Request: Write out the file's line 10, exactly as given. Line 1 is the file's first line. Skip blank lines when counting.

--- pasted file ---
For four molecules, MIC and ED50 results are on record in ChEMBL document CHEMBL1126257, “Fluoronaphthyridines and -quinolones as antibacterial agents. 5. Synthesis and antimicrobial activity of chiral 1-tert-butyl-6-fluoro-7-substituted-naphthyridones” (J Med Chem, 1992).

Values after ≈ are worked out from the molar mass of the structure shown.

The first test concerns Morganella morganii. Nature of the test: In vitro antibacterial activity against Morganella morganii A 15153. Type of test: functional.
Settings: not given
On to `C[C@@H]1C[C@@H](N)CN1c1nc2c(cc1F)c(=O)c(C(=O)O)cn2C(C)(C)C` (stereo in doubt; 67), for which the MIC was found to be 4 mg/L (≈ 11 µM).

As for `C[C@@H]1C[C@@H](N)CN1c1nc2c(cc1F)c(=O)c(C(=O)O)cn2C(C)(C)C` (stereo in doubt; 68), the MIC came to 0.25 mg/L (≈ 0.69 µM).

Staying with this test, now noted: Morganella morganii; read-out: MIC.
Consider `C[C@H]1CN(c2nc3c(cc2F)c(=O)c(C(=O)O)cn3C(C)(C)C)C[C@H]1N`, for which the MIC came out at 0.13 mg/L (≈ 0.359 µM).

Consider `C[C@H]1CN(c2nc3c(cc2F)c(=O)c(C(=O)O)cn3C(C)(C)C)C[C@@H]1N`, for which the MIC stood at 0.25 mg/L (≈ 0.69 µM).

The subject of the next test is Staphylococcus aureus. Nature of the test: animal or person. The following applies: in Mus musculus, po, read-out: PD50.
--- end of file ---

The subject of the next test is Staphylococcus aureus. Nature of the test: animal or person. The following applies: in Mus musculus, po, read-out: PD50.